In the News 27th May
Wednesdays News at a glance:
It’s hard to juggle with e-cigarettes – Vaping – A lesser Evil to Tobaaco? – Help making healthier choices, with ecig restrictions – What are the research priorities for e-cigarettes? – Another Evidence-Free Ban, This Time In SW1 – Battle Lines & Bruises – Dry-burning metal coils: is it a good thing? – E-Cigs Versus Traditional Tobacco-What’s Worse? – How different countries addressed the sudden growth of e-cigarettes in an online tobacco control community – Researchers Set Out to Gauge Stop-Smoking Financial Incentives; End Up Proving Smokers Can’t Quit – Nicotine Science and Policy – Daily Digest – Wed, 27 May 2015
The question of how we should respond to electronic cigarettes has divided the public health community. Passionate advocates on either side use the same information to conclude either that these devices could significantly reduce the smoking rate, or could undermine decades of progress in youth smoking prevention. Developing an appropriate response to e-cigarettes is a difficult balancing act….
Prof Dr Gerry Stimson, Public Health Sociologist
Smoking destroys your health. Despite the well-known consequences of smoking, smokers struggle to quit the addictive nicotine found in a rolled-up tobacco. Yet it’s the burning of tobacco that releases thousands of toxic chemicals that cause the most damage, not nicotine. In contrast to tobacco cigarettes, electronic cigarettes provide nicotine without burning tobacco. So would e-cigarettes help reduce the harm brought by smoking tobacco or are they just as bad as tobacco for public health?
It seems that insanity reigns supreme pretty much everywhere you look these days. From the incredibly bizarre rulings down under to the outrageous propaganda emanating from the US. Nothing in the realms of tobacco harm reduction or e-cigarettes is left alone. So you’d be forgiven for thinking that the insanity couldn’t get much worse. But it has…..
On Thursday 28 May, the second of two workshops on e-cigarette research priorities will be held with a focus on the outcomes arising from e-cigarette use, including e-cigarette attitudes and behaviours, and longer-term health outcomes. The meeting is organised by Cancer Research UK, British Heart Foundation, Department of Health, Economic and Social Research Council and Medical Research Council. It is predominantly a scientific gathering, but I will be going and several vapers have been invited to contribute views….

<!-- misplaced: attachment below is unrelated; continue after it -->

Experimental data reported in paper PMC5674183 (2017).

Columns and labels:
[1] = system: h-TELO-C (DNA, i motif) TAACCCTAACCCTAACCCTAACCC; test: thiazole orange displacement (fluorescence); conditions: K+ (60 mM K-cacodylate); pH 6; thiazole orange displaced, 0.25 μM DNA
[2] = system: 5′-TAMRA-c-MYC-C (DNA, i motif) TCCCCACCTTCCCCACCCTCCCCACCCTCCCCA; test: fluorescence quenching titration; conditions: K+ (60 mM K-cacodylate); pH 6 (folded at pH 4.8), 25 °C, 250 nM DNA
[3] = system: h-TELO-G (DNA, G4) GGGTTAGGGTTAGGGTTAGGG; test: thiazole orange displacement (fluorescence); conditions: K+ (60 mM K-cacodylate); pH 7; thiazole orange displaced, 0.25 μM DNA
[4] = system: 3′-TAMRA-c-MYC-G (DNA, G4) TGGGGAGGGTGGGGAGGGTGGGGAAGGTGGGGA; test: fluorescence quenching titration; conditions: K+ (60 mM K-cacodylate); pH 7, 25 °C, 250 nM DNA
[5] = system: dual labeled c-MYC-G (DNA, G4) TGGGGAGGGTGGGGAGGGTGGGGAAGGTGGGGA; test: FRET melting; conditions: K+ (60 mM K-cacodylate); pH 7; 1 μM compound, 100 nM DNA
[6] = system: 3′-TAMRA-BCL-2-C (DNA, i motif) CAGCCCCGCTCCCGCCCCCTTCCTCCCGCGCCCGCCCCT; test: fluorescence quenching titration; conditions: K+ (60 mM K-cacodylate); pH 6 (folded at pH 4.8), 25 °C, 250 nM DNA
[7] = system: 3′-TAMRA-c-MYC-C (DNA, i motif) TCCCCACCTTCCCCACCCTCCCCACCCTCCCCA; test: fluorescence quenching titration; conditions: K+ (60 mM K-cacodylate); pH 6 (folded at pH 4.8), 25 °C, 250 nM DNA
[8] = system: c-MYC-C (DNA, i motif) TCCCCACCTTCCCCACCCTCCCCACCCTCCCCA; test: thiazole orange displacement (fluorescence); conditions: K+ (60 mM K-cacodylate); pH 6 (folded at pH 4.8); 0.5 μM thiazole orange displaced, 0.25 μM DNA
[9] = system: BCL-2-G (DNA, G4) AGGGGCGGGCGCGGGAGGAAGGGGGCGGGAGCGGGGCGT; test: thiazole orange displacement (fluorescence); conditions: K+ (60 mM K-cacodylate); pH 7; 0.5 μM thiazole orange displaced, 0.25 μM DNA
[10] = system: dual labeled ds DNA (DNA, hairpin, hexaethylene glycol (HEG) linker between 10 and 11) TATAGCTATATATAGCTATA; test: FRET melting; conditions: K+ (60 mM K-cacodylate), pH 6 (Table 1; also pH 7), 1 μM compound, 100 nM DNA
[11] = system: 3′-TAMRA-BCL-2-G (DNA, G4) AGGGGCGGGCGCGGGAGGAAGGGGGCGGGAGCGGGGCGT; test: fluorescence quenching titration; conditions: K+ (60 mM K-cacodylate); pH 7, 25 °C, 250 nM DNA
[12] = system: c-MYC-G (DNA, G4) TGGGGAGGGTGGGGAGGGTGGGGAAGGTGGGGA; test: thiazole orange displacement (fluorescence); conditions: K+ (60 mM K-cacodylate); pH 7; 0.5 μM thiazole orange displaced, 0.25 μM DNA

Does anyone remember secondhand smoke, aka passive smoking?.
For those with short memories, this was a ruse imagined in 1975 by Sir George Godber to promote a policy of “fostering the perception that secondhand smoke is unhealthy for nonsmokers”, after which the tobacco control industry set about creating the junk science to go with it.
I get by-with a little help from my friends
There can be some very serious damage control to be done when one tweet says “dangers” from an “expert” or health pro and so on……and thousands see and some believe before I or others have to assess their intention. The perception is that we’re ganging up on people when we see an idiotic tweet in regards to bans, restrictions, children, taxing, dangers….
There has been a lot of discussion about my statement during the RY4 radio interview on Friday May 22 concerning the dry burning of coils. This is a process in which vapers prepare the coil and then apply a lot of power to the bare coil (with no wick or liquid), heating it to the level of glowing red….
Ironically, despite having the healthier e-cigarette alternative at hand, many are choosing to continue smoking conventional cigarettes. Authorities think this may be because they mistakenly believe that e-cigarettes are as dangerous as their traditional counterparts….
How different countries addressed the sudden growth of e-cigarettes in an online tobacco control community
This study examines how e-cigarettes are addressed in GLOBALink, an online international tobacco control community. We seek to discover if the pattern of activity in e-cigarette discussions changes over time….
End Up Proving Smokers Can’t Quit
The New England Journal of Medicine just published a smoking cessation studythat measured how financial rewards and penalties affect quit rates. While the study generated moderate media interest (examples here and here), the big story was buried deep in a supplemental table: the quit rate was always abysmal….
Casaa, FSFA, OVAL, Greg Troutman
There’s a Thunderclap planned for the 28th May which needs your support